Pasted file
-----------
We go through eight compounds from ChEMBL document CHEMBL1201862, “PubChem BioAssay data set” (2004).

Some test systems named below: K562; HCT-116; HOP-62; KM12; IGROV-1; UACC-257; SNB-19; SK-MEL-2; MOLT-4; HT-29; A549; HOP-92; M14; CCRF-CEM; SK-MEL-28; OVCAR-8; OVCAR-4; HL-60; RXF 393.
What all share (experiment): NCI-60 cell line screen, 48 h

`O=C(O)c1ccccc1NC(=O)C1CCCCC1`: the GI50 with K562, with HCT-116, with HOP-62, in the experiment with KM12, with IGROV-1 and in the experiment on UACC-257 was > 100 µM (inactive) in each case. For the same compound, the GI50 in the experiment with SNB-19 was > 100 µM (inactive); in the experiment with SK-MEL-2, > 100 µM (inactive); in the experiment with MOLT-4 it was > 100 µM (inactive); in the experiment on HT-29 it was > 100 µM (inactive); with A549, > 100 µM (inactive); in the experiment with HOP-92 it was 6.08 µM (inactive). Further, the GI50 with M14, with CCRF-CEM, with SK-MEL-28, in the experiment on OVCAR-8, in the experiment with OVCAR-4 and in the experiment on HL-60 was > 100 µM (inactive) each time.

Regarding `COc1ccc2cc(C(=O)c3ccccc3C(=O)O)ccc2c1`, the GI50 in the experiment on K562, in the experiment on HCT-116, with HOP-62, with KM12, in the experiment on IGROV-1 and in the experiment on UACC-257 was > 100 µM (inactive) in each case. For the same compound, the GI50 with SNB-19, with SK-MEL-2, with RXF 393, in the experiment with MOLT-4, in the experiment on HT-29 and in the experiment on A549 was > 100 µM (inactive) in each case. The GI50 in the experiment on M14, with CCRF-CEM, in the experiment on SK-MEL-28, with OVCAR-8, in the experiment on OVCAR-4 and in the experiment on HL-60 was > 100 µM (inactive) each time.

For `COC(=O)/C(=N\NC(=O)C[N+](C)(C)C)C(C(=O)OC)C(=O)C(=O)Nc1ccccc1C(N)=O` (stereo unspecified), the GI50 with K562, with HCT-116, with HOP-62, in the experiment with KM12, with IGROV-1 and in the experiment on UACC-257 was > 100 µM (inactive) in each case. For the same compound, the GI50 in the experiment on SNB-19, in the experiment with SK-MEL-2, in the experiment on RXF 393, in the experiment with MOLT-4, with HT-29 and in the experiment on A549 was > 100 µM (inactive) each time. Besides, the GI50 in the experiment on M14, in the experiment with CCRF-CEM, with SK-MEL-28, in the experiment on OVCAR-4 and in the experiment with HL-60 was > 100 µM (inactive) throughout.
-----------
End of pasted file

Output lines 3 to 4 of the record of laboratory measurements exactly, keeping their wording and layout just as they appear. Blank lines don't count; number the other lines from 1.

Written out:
What all share (experiment): NCI-60 cell line screen, 48 h

`O=C(O)c1ccccc1NC(=O)C1CCCCC1`: the GI50 with K562, with HCT-116, with HOP-62, in the experiment with KM12, with IGROV-1 and in the experiment on UACC-257 was > 100 µM (inactive) in each case. For the same compound, the GI50 in the experiment with SNB-19 was > 100 µM (inactive); in the experiment with SK-MEL-2, > 100 µM (inactive); in the experiment with MOLT-4 it was > 100 µM (inactive); in the experiment on HT-29 it was > 100 µM (inactive); with A549, > 100 µM (inactive); in the experiment with HOP-92 it was 6.08 µM (inactive). Further, the GI50 with M14, with CCRF-CEM, with SK-MEL-28, in the experiment on OVCAR-8, in the experiment with OVCAR-4 and in the experiment on HL-60 was > 100 µM (inactive) each time.